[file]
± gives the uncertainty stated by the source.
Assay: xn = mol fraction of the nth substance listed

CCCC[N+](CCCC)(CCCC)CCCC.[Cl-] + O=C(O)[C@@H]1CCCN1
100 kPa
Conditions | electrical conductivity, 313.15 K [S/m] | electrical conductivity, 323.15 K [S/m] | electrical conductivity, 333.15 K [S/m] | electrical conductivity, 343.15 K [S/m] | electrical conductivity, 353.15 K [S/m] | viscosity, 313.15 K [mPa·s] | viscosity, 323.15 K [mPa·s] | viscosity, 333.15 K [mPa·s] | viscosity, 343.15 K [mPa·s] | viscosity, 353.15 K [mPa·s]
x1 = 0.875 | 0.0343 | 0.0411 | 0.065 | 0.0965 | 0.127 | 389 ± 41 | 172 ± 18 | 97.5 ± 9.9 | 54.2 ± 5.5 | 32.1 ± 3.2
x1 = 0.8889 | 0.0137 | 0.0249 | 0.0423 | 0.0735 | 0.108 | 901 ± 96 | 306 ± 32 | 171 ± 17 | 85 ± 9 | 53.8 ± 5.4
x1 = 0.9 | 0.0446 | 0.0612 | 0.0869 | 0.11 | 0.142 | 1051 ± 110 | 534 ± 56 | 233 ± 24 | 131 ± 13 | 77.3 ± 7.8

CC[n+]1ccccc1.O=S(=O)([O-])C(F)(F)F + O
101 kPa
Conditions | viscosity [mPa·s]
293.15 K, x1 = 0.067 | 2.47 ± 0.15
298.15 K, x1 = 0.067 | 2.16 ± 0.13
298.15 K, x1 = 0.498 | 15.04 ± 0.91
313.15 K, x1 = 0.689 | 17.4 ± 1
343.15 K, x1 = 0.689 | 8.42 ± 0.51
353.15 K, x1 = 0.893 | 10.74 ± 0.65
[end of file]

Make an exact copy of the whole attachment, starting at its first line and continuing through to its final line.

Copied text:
± gives the uncertainty stated by the source.
Assay: xn = mol fraction of the nth substance listed

CCCC[N+](CCCC)(CCCC)CCCC.[Cl-] + O=C(O)[C@@H]1CCCN1
100 kPa
Conditions | electrical conductivity, 313.15 K [S/m] | electrical conductivity, 323.15 K [S/m] | electrical conductivity, 333.15 K [S/m] | electrical conductivity, 343.15 K [S/m] | electrical conductivity, 353.15 K [S/m] | viscosity, 313.15 K [mPa·s] | viscosity, 323.15 K [mPa·s] | viscosity, 333.15 K [mPa·s] | viscosity, 343.15 K [mPa·s] | viscosity, 353.15 K [mPa·s]
x1 = 0.875 | 0.0343 | 0.0411 | 0.065 | 0.0965 | 0.127 | 389 ± 41 | 172 ± 18 | 97.5 ± 9.9 | 54.2 ± 5.5 | 32.1 ± 3.2
x1 = 0.8889 | 0.0137 | 0.0249 | 0.0423 | 0.0735 | 0.108 | 901 ± 96 | 306 ± 32 | 171 ± 17 | 85 ± 9 | 53.8 ± 5.4
x1 = 0.9 | 0.0446 | 0.0612 | 0.0869 | 0.11 | 0.142 | 1051 ± 110 | 534 ± 56 | 233 ± 24 | 131 ± 13 | 77.3 ± 7.8

CC[n+]1ccccc1.O=S(=O)([O-])C(F)(F)F + O
101 kPa
Conditions | viscosity [mPa·s]
293.15 K, x1 = 0.067 | 2.47 ± 0.15
298.15 K, x1 = 0.067 | 2.16 ± 0.13
298.15 K, x1 = 0.498 | 15.04 ± 0.91
313.15 K, x1 = 0.689 | 17.4 ± 1
343.15 K, x1 = 0.689 | 8.42 ± 0.51
353.15 K, x1 = 0.893 | 10.74 ± 0.65